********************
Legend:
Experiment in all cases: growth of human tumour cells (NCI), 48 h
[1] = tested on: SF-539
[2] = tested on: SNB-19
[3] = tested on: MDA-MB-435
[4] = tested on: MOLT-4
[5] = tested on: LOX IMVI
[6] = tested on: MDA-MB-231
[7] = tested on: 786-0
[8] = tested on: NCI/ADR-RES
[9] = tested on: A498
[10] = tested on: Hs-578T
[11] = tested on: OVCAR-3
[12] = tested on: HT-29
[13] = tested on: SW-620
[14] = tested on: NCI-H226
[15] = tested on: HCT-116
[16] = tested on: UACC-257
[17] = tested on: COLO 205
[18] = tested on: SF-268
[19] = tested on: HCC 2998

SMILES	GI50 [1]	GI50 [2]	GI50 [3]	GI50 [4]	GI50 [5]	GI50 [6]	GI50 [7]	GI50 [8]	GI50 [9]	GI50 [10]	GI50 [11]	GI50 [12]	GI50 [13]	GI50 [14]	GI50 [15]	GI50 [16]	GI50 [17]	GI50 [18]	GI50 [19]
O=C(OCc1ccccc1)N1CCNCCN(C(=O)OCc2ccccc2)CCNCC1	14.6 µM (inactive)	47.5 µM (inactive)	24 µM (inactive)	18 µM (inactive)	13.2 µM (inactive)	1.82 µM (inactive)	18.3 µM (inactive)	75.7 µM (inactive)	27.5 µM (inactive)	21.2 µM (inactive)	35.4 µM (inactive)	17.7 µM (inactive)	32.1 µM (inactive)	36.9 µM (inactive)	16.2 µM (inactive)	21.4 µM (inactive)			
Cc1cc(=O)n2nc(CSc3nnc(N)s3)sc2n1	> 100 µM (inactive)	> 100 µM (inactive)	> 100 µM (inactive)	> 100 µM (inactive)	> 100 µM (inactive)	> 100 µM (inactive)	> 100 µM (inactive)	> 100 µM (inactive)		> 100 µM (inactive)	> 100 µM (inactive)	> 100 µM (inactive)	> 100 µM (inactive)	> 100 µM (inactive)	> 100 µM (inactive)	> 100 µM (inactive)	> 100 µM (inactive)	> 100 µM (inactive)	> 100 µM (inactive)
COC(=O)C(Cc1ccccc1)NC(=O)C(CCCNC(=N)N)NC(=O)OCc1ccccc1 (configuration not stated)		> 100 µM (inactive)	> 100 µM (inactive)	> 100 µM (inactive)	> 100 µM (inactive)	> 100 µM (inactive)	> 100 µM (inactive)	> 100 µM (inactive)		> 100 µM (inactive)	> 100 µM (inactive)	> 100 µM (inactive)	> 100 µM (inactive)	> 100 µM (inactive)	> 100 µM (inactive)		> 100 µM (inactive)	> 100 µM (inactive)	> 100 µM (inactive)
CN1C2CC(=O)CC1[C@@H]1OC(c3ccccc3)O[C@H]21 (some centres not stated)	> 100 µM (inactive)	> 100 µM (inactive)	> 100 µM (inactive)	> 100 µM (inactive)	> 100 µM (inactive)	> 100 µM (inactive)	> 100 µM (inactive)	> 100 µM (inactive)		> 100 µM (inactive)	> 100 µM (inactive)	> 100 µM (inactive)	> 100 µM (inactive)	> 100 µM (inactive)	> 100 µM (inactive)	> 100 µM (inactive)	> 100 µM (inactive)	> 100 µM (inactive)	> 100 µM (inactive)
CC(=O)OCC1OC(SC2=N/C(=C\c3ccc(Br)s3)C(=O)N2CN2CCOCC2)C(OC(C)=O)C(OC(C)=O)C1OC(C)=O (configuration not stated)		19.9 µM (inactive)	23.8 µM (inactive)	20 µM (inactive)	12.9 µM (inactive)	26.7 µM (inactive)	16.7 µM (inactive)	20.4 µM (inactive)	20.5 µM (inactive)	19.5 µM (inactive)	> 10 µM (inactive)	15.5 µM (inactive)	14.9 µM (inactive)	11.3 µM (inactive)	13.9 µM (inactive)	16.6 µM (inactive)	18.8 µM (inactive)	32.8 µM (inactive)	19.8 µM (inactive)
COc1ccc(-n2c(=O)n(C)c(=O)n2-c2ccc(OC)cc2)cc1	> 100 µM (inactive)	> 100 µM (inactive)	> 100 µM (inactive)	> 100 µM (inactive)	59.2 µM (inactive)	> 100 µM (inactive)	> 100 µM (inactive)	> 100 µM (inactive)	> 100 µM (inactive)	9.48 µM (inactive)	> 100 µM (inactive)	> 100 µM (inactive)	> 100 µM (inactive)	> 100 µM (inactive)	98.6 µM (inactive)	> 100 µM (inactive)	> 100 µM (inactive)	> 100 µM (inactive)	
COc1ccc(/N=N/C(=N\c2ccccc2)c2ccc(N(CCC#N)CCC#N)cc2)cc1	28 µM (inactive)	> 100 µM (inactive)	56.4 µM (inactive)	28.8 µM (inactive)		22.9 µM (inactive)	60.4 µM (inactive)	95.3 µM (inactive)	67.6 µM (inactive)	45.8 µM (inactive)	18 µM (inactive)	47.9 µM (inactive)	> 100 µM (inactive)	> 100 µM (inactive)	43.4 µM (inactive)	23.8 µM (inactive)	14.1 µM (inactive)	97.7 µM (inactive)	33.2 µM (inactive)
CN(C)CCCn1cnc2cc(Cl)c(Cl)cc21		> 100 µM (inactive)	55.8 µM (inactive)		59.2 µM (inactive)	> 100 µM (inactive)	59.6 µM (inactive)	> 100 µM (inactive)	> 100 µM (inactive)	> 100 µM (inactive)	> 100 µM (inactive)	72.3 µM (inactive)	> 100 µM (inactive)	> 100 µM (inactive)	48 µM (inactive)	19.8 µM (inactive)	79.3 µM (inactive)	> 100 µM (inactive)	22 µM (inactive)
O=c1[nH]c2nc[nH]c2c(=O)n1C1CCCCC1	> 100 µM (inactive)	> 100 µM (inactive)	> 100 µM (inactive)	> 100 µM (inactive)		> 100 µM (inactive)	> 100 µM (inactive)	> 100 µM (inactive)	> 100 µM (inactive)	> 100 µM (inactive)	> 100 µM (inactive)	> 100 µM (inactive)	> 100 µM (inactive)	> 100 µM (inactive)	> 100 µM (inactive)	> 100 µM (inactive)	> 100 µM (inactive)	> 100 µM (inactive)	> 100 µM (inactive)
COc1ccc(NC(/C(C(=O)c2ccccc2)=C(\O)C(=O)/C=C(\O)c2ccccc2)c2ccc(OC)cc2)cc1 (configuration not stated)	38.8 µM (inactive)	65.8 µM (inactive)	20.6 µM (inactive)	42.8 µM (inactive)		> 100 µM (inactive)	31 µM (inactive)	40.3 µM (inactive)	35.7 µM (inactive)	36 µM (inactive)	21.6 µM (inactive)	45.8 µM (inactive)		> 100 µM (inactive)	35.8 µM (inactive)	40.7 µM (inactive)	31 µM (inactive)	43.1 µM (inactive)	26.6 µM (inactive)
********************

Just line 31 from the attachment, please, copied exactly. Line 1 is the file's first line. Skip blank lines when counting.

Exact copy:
O=c1[nH]c2nc[nH]c2c(=O)n1C1CCCCC1	> 100 µM (inactive)	> 100 µM (inactive)	> 100 µM (inactive)	> 100 µM (inactive)		> 100 µM (inactive)	> 100 µM (inactive)	> 100 µM (inactive)	> 100 µM (inactive)	> 100 µM (inactive)	> 100 µM (inactive)	> 100 µM (inactive)	> 100 µM (inactive)	> 100 µM (inactive)	> 100 µM (inactive)	> 100 µM (inactive)	> 100 µM (inactive)	> 100 µM (inactive)	> 100 µM (inactive)